Basic Shuffleboard Playing Rules
The game of shuffleboard is played by either two (2) persons (called singles), or by four (4) persons (called doubles).
The object of the game is to propel discs by means of a cue onto scoring diagram at opposite end of court – to score, to prevent opponent from scoring, or both.
Discs shall be made of composition not less than 9/16″ and not more than 1″ in thickness, 6″in diameter, and not less than 11 1/2 ounces in weight. New discs shall weight 15 ounces.
Four (4) discs shall be colored yellow, four (4) colored black. These eight (8) discs comprise a set. (Other colored combinations may be used, as white, red, blue, etc., as long as there are two contrasting colors.) Care should be taken that all discs in a set shall be uniform in weight and thickness.
The cue shall not have an overall length of more than six feet, three inches (6’3″).They may be shorter. No metal parts on cue shall touch playing surface of court.
Players shall not be required to play with discs, new or old, that are not in satisfactory condition. Defective discs will be replaced by good discs, if available. Any change of discs must be made before the first (1st) game begins. New discs are not to be used in tournament play, unless thoroughly broken in.
3. PLAYING RULES
In doubles, partners shall play on the same color at both ends of the court.
To start a game, the yellow disc is shot first. Play alternates – yellow, then black – until all discs are shot. Yellow shall always be played from the right side of the head of the court, and left side of foot of the court.
Players shall place their four (4) discs within and not touching lines of their respective half of 10-off area. Penalty 5-Off. Penalty not applied to a player until he/she has played a disc.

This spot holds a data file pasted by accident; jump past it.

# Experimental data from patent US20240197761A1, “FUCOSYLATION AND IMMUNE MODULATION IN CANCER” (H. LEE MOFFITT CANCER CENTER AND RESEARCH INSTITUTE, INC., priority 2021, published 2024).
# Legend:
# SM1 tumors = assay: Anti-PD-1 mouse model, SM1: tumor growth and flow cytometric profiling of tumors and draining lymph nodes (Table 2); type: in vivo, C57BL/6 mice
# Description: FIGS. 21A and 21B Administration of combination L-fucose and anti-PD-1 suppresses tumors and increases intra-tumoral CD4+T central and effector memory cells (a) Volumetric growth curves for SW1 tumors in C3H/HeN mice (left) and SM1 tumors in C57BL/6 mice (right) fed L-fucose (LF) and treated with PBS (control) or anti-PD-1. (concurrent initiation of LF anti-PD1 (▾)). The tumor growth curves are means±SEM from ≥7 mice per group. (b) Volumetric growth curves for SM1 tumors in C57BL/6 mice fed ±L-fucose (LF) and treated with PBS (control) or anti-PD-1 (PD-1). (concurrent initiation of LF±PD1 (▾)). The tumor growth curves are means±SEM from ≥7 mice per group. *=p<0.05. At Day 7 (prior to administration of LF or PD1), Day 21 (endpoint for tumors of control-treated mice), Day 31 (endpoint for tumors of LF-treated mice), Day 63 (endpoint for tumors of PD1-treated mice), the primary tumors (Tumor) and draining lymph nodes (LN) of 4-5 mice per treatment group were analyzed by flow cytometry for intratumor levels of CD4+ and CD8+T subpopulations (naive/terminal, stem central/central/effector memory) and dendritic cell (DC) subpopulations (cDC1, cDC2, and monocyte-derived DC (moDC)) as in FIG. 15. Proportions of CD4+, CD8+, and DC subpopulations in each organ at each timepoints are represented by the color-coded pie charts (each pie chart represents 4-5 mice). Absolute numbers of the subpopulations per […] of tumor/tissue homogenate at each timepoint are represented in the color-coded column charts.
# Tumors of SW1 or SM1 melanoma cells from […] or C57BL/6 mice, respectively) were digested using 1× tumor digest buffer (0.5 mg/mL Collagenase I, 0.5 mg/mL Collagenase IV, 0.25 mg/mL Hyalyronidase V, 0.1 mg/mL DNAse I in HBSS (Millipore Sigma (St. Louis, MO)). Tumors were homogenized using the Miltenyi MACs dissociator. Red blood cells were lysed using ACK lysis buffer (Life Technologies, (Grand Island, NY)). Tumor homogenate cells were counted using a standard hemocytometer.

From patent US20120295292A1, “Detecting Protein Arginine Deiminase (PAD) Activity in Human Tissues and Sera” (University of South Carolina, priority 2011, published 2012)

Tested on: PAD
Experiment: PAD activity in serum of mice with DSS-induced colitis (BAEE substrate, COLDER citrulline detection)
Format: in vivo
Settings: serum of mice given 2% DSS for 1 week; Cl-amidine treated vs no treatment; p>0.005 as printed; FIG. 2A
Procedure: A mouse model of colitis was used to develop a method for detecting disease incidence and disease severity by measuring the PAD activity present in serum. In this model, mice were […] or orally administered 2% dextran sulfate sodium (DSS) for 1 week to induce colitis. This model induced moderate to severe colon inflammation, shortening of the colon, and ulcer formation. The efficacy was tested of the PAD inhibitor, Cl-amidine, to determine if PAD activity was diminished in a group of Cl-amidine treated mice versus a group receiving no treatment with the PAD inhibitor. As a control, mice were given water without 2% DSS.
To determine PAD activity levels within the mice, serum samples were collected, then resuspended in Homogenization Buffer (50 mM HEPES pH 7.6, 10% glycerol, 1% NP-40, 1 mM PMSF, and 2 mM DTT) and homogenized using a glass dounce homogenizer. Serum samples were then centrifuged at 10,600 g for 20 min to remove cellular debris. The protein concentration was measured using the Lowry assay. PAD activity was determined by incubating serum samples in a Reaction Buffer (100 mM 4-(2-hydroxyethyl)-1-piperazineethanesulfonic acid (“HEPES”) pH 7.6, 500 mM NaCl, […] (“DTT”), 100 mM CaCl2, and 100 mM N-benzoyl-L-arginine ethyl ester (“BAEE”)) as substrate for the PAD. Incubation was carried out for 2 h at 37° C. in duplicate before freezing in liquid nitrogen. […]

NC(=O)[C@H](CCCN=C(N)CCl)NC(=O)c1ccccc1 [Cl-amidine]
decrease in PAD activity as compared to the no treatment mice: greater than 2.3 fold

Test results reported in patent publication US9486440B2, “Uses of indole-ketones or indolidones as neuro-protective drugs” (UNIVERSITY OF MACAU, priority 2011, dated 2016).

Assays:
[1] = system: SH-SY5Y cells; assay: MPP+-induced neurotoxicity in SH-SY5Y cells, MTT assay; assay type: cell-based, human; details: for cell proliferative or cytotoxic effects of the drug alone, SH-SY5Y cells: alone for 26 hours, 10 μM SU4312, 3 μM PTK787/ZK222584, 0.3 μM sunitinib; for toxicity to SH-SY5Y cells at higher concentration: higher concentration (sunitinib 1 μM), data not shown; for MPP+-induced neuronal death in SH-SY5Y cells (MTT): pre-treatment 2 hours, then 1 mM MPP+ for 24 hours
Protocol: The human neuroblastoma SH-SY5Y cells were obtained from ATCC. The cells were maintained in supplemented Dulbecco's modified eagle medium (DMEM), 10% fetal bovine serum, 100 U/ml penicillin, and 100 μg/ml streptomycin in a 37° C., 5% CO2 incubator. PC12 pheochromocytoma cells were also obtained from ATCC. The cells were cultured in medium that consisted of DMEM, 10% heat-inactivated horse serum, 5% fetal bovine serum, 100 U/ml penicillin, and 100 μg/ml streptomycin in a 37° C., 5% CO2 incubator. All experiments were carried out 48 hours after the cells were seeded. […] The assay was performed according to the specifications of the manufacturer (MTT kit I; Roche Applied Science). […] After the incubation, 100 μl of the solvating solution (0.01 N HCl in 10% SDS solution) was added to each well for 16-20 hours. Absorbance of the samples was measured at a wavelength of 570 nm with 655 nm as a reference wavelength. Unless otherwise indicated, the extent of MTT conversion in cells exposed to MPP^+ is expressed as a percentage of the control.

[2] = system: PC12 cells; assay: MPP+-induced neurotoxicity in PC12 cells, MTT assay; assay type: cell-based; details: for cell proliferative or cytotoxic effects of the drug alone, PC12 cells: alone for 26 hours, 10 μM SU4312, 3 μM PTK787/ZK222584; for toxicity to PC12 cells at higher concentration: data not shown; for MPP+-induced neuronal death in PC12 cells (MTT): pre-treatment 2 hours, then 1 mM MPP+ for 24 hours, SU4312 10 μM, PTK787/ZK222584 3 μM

Discs must be played from the clear from within the respective half of 10-off area.
If disc played touches front or back lines, penalty 5-off. If disc played touches side line, or triangle, penalty 10-off; offender’s disc removed, and opponent credited with any of his/her discs displaced. All displaced discs shall be removed from the court immediately after scoring of opponent’s displaced discs. Any 10-offs the offender had on the court that were displaced will be removed before further play and also be deducted from offender’s score.
Disc touching lines: it is common practice with players to jockey or slide the playing disc backward and forward to see if there is sand which might interfere with disc sliding evenly. No penalty is to be called on this practice if lines are touched or crossed while jockeying. Disc in motion may cross outside diagonal line.
A disc that does not reach (at least touch) the farthest dead line will be removed from the court.
A disc that is leaning over edge of court and touching the alley shall be immediately removed.
Scoring diagram – one 10 – point area; two 8 – point areas; two 7-point areas; one 10-off area.
After both players have shot their four (4) discs, score all discs on diagram within and not touching lines; separation triangle in 10-off area not considered.
Judging disc: when judging disc in relation to lines, the official shall position himself-herself with the disc between him/her and the line and sight directly down.
A mounted disc, or disc resting on top of disc, happens sometimes when players use excessive force in shooting. Each disc shall be judged separately according to scoring rules.
No artificial aid or cue shall be used in judging discs. Use eyesight only, except in judging lagging discs. Penalty 5-off.
Play continues until all discs have been shot in that half-round, even if game has been reached.
If a tie game results at game point or over, play is continued in regular rotation of play, until two full rounds in doubles or one full round in singles are completed. At that time the side with the higher score wins, even if it has less than 75 points or the number of points specified as game points. If the score is tied again, play continues again as above outlined.
Games are usually played to 75 points, however, players may agree to play to a smaller number, such as 50. An alternate game is to play an agreed-upon number of rounds, such as 10 or 16.
5. VIOLATIONS AND PENALTIES
Shooting opponent’s disc 10-off
Discs not in starting area 5-off
Played disc touching front or back line 5-off
Players stepping on or over baseline while in the act of shooting 10-off
Player must not touch any part of body on or over baseline any time while executing a shot 10-off
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